April 28:  Hepatica sprouts new leaves as it comes to the end of its cycle.  When that happens, wood mint is tall and sweet for tea.

April 30:  The first wave of songbird migration reaches Lake Erie; it is dominated by the males of the white-throated sparrow, ruby-crowned kinglet, yellow-rumped warbler, black-and-white warbler, palm warbler, Nashville warbler, swamp sparrow, and hermit thrush.


Farming and Gardening

Best lunar conditions for field crop, frost-seeding, and other pasture planting occur as the moon waxes.  All across the country, oats and spring barley are being put in the ground.  Spring wheat is being seeded in New England, sugar beets all across the northern states.  Field corn planting is in full swing throughout the South and the central states, cotton planting along the Gulf.


Fertilize your pastures at least two weeks before you let your livestock out in them.  Keep an eye out for bloat, however, as you let your kids, calves and lambs enjoy the new greenery.


Recommended lunar practice is to shear sheep, and dehorn, castrate, tattoo and dewattle your young goats late in the moon’s third quarter or during the fourth quarter.


Also during this period of the waning moon, destroy tent caterpillars as they hatch.  Protect new foliage from aphids.  Watch for weevils in the alfalfa.  Be on the lookout for cutworms and sod webworms in the corn. Be careful when you spray the fields: don’t contaminate the pastures, and try to keep from harming pheasants and woodcocks that are nesting now along the fence rows.                                                   


Almanack Literature

The Independence of the Backyard Gardener


 “I put myself to sleep looking at seed catalogues and dreaming and making plans. I read gardening magazines like my mother used to read the Bible.”

Bev Price, a retired teacher, had been waiting for a garden most of her life. Then she finally moved into a house where she  could try her hand at vegetables and flowers.

“That first breaking of the soil was beautiful. I hadn’t known what summer was all about.I used to teach in the summer. It was almost like I was afraid to be alone with myself. I was afraid to stop working.

“Then it was wonderful to find I really had so much I could do right here. I loved it. I was discovering things I loved to do.

“I never played in the dirt much when I was a kid. Now I love the smell and the feel of the earth in the spring. There’s something about it that gives me energy.”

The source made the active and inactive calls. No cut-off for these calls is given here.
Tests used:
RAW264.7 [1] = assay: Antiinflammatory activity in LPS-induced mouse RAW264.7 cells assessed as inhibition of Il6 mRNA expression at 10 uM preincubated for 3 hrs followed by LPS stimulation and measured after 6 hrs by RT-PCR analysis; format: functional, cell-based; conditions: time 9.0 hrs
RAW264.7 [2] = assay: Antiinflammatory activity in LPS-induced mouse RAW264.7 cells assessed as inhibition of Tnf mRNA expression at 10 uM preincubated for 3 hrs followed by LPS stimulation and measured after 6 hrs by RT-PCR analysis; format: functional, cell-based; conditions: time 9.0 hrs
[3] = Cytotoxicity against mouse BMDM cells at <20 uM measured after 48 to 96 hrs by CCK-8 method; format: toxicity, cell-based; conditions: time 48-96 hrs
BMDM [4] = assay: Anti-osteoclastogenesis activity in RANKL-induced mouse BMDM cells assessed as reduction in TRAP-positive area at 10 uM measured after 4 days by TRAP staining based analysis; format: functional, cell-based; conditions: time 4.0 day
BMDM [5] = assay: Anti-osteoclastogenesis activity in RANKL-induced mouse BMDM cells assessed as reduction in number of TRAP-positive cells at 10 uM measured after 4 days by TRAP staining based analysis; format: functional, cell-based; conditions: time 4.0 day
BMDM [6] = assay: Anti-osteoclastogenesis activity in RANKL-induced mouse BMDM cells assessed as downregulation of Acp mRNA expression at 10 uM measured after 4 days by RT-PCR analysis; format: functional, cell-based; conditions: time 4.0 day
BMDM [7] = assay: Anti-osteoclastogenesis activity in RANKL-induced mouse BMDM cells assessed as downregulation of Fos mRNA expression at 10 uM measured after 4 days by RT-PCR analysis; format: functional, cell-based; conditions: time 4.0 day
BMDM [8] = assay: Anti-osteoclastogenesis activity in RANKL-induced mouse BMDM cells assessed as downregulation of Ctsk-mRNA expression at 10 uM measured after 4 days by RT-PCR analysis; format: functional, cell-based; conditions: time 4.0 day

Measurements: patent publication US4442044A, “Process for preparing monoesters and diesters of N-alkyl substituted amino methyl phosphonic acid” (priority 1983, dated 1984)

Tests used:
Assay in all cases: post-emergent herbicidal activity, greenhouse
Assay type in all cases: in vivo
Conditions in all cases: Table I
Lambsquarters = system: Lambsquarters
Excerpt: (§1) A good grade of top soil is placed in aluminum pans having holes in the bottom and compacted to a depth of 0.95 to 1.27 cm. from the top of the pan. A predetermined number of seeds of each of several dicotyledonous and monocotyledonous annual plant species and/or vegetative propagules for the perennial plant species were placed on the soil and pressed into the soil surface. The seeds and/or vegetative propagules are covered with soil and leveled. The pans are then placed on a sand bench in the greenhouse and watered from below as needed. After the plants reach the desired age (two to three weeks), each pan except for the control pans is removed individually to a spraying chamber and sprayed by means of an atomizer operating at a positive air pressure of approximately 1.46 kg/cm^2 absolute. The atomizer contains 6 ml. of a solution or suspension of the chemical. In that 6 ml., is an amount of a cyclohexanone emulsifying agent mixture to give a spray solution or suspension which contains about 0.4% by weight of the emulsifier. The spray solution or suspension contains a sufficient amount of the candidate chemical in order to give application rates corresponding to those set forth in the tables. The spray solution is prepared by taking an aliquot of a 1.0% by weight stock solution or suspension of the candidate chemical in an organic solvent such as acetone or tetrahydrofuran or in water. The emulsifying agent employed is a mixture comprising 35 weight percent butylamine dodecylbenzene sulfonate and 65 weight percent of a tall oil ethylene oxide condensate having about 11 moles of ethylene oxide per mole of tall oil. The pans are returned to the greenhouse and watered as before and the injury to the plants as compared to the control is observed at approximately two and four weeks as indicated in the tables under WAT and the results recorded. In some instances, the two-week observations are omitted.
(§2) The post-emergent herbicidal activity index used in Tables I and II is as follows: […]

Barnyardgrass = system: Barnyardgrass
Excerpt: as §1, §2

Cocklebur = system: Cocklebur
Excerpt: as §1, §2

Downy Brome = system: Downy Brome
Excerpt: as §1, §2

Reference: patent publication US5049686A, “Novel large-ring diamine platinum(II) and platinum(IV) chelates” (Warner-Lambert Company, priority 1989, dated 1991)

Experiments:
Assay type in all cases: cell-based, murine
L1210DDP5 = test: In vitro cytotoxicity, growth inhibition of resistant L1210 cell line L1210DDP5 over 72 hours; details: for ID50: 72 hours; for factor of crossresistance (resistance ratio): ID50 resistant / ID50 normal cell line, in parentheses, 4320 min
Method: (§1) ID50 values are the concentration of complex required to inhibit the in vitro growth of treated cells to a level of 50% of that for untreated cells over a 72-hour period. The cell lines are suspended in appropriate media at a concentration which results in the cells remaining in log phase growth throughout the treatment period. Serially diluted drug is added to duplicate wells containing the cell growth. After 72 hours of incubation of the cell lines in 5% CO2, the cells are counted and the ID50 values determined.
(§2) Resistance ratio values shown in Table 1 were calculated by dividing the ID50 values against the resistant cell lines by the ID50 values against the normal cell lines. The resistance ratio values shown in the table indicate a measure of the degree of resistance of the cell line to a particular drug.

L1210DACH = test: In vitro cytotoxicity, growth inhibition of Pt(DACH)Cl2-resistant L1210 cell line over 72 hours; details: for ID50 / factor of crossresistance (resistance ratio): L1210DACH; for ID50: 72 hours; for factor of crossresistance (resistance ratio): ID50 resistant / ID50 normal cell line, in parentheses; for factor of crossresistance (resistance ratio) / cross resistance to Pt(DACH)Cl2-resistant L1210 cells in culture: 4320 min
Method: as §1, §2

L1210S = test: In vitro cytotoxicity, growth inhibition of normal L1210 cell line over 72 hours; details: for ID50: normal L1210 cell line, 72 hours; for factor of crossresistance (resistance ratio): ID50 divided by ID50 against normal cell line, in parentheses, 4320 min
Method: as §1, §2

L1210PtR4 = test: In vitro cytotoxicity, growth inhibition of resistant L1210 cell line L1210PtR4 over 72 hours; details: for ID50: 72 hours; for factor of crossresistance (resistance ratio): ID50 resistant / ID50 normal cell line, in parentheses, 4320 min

Bev reflected on her visits to England and to English gardens: “I love how they use space. When space is at such a premium over there, they use every crack. Nothing goes to waste.”

Her own garden is a personalization of space: “Just a year or so ago I discovered ‘square foot gardening,’ and now I have raised beds in the garden, three 4 X 3-foot beds. There is a trellis on the north side of each bed.

“Then I plantd strawberries, and Concord grapes. They are another whole treat. After that, I began a rose bed. The roses and vegetables and fruits are in rectangles; herbs in a square; circles for perennials and annuals.

“The space behind the shed: I made a compost pile there, wrapped chccken wire around some iron posts. There are so many spaces I could still work on….”

Bev divides much of her free time between gardening and quilting. She sees a relationship between the two.

“The yard, the earth, has a texture like a quilt. And gardening is like quilting. It’s the gardening I love as much as the garden. It’s the quilting process I love a much as the quilt. It’s the planning and choosing fabrics and seeds, dreaming of the texture.

“And this is why I loved teaching too, because you are dealing with creation and with growing things.You have to learn patience, of course. You cant ever make plants do anything. You have to keep learning about them…it’s so much like teaching and working with children.”

Bev’s summer days are aesthetic and free: “I’m up at dawn I can hardly wait to get outside. It’s like everything has changed overnight.

“I love to walk through the yard barefoot. I like it when no one else is awake. That’s when I do all my picking, when things still have a little dew on them. Then I sit outside for breakfast. I feed the birds.

“By that time, everybody else is up. That’s when the real work begins. There’s always cleaning up to do, rearranging. I work on the compost pile. I rearrange the perennials. I keep moving them from one bed to another. Then I have to look at everything. I never rush.

“Around two in the afternoon, the hottest time of the day, my other process begins. I go in the house and start on my quilts. I do all the piecing and planning in the summer, the quilting itself in the winter.”

But there’s more even than schedule and beauty to what Bev does. There’s independence: “I bet I don’t go to the store but once a month now in the summer. I would like not to depend on anyone for anything.”

And there’s “finding a way back to the world after technological divorce has severed us from contact with nature.

“There’s love too,” she said. “A garden is like a dog. You have to love it.”